Books & Videos

Table of Contents

  1. Chapter 1 Surfing the Web

    1. Episode 1: The Billboard

    2. Episode 2: The Home Page

    3. Episode 3: The Link

    4. Episode 4: The Form and the Redirect

    5. Application State

    6. Resource State

    7. Connectedness

    8. The Web Is Something Special

    9. Web APIs Lag Behind the Web

    10. The Semantic Challenge

  2. Chapter 2 A Simple API

    1. HTTP GET: Your Safe Bet

    2. How to Read an HTTP Response

    3. JSON

    4. Collection+JSON

    5. Writing to an API

    6. HTTP POST: How Resources Are Born

    7. Liberated by Constraints

    8. Application Semantics Create the Semantic Gap

  3. Chapter 3 Resources and Representations

    1. A Resource Can Be Anything

    2. A Representation Describes Resource State

    3. Representations Are Transferred Back and Forth

    4. Resources with Many Representations

    5. The Protocol Semantics of HTTP

    6. Which Methods Should You Use?

  4. Chapter 4 Hypermedia

    1. HTML as a Hypermedia Format

    2. URI Templates

    3. URI Versus URL

    4. The Link Header

    5. What Hypermedia Is For

    6. Beware of Fake Hypermedia!

    7. The Semantic Challenge: How Are We Doing?

  5. Chapter 5 Domain-Specific Designs

    1. Maze+XML: A Domain-Specific Design

    2. How Maze+XML Works

    3. The Collection of Mazes

    4. Is Maze+XML an API?

    5. Client #1: The Game

    6. A Maze+XML Server

    7. Client #2: The Mapmaker

    8. Client #3: The Boaster

    9. Clients Do the Job They Want to Do

    10. Extending a Standard

    11. The Mapmaker’s Flaw

    12. Maze as Metaphor

    13. Meeting the Semantic Challenge

    14. Where Are the Domain-Specific Designs?

    15. If You Can’t Find a Domain-Specific Design, Don’t Make One

    16. Kinds of API Clients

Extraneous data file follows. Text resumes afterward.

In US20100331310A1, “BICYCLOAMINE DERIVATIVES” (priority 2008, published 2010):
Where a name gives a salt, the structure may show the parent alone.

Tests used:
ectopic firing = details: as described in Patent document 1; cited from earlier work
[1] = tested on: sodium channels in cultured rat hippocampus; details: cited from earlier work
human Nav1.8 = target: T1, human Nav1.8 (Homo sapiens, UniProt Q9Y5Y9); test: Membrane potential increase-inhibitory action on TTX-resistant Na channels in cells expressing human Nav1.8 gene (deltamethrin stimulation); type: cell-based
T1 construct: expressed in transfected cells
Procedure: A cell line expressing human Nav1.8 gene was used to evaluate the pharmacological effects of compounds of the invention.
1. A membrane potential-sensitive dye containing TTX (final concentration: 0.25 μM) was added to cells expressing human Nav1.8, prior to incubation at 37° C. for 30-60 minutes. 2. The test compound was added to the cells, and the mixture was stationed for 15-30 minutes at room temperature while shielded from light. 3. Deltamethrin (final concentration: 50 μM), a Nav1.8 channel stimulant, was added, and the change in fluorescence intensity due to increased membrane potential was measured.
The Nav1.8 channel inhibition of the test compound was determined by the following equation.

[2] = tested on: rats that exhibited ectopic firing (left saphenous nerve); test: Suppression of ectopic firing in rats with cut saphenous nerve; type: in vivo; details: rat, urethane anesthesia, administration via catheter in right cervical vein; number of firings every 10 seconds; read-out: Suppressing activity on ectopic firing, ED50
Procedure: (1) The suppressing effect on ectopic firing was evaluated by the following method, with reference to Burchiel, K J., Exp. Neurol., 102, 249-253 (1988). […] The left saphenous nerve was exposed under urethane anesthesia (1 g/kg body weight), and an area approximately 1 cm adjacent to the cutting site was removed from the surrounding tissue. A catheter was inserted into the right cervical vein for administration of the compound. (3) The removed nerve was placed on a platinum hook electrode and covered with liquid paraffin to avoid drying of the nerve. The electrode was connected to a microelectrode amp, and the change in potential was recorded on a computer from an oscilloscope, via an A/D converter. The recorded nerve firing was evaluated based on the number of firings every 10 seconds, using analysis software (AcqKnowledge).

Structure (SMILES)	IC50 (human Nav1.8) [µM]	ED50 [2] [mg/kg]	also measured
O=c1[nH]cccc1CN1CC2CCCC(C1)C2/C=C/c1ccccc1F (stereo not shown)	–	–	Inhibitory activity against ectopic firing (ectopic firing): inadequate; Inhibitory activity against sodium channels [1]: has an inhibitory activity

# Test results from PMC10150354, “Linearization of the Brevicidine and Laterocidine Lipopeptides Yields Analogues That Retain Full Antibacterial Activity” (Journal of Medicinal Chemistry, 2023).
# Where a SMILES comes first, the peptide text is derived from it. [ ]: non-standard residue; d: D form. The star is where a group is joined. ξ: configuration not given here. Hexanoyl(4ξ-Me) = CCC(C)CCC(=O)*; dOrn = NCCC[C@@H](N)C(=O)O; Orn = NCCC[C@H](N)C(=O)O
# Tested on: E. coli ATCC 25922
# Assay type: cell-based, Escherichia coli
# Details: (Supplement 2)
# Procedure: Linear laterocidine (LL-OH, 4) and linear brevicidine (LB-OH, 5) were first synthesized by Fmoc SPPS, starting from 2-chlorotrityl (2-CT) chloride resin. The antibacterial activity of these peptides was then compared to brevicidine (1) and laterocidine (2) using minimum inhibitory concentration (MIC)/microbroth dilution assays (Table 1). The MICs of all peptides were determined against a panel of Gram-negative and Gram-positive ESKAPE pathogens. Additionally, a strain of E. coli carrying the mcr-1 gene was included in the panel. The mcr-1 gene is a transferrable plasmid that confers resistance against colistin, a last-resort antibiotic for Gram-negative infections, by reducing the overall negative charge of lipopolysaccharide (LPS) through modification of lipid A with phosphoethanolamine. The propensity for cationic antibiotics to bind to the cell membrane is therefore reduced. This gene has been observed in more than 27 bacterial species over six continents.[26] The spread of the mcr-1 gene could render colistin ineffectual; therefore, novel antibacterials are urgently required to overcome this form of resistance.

6. Chapter 6 The Collection Pattern

    1. What’s a Collection?

    2. Collection+JSON

    3. How a (Generic) Collection Works

    4. The Atom Publishing Protocol (AtomPub)

    5. The Semantic Challenge: How Are We Doing?

  7. Chapter 7 Pure-Hypermedia Designs

    1. Why HTML?

    2. HTML’s Capabilities

    3. Microformats

    4. The hMaze Microformat

    5. Microdata

    6. Changing Resource State

    7. The Alternative to Hypermedia Is Media

    8. HTML’s Limits

    9. The Hypertext Application Language

    10. Siren

    11. The Semantic Challenge: How Are We Doing?

  8. Chapter 8 Profiles

    1. How Does A Client Find the Documentation?

    2. What’s a Profile?

    3. Linking to a Profile

    4. Profiles Describe Protocol Semantics

    5. Profiles Describe Application Semantics

    6. XMDP: The First Machine-Readable Profile Format

    7. ALPS

    8. JSON-LD

    9. Embedded Documentation

    10. In Summary

  9. Chapter 9 The Design Procedure

    1. Two-Step Design Procedure

    2. Seven-Step Design Procedure

    3. Example: You Type It, We Post It

    4. Some Design Advice

    5. Adding Hypermedia to an Existing API

    6. Alice’s Second Adventure

  10. Chapter 10 The Hypermedia Zoo

    1. Domain-Specific Formats

    2. Collection Pattern Formats

    3. Pure Hypermedia Formats

    4. GeoJSON: A Troubled Type

    5. The Semantic Zoo

  11. Chapter 11 HTTP for APIs

    1. The New HTTP/1.1 Specification

    2. Response Codes

    3. Headers

    4. Choosing Between Representations

    5. HTTP Performance

    6. Avoiding the Lost Update Problem

    7. Authentication

    8. Extensions to HTTP

    9. HTTP 2.0

  12. Chapter 12 Resource Description and Linked Data

    1. RDF

    2. When to Use the Description Strategy

    3. Resource Types

    4. RDF Schema

    5. The Linked Data Movement

    6. JSON-LD

    7. Hydra

    8. The XRD Family

    9. The Ontology Zoo

    10. Conclusion: The Description Strategy Lives!

  13. Chapter 13 CoAP: REST for Embedded Systems

    1. A CoAP Request

    2. A CoAP Response

    3. Kinds of Messages

    4. Delayed Response

    5. Multicast Messages

    6. The CoRE Link Format

    7. Conclusion: REST Without HTTP

  1. Appendix The Status Codex

    1. Problem Detail Documents

    2. Families of Status Codes

    3. Four Status Codes: The Bare Minimum

    4. 1xx: Informational

    5. 2xx: Successful

    6. 3xx: Redirection

    7. 4xx: Client-Side Error

    8. 5xx: Server-Side Error

  2. Appendix The Header Codex

    1. Custom HTTP Headers

    2. The Headers

  3. Appendix An API Designer’s Guide to the Fielding Dissertation

    1. Architectural Properties of the Web

    2. Interface Constraints

    3. Architectural Constraints

    4. Summary

    5. Conclusion

  4. Glossary

  5. Index

  6. Colophon